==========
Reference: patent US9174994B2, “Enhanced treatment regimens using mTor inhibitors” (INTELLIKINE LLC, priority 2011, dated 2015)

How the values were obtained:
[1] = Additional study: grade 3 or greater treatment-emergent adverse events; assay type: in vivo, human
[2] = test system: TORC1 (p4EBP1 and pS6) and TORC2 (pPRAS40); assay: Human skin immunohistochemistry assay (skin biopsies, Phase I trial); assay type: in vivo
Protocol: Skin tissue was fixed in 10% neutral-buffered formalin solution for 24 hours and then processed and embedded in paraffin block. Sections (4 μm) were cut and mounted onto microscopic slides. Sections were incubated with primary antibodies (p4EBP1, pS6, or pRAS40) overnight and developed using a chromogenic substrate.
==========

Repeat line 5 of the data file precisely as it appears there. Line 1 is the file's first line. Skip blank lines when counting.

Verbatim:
Protocol: Skin tissue was fixed in 10% neutral-buffered formalin solution for 24 hours and then processed and embedded in paraffin block. Sections (4 μm) were cut and mounted onto microscopic slides. Sections were incubated with primary antibodies (p4EBP1, pS6, or pRAS40) overnight and developed using a chromogenic substrate.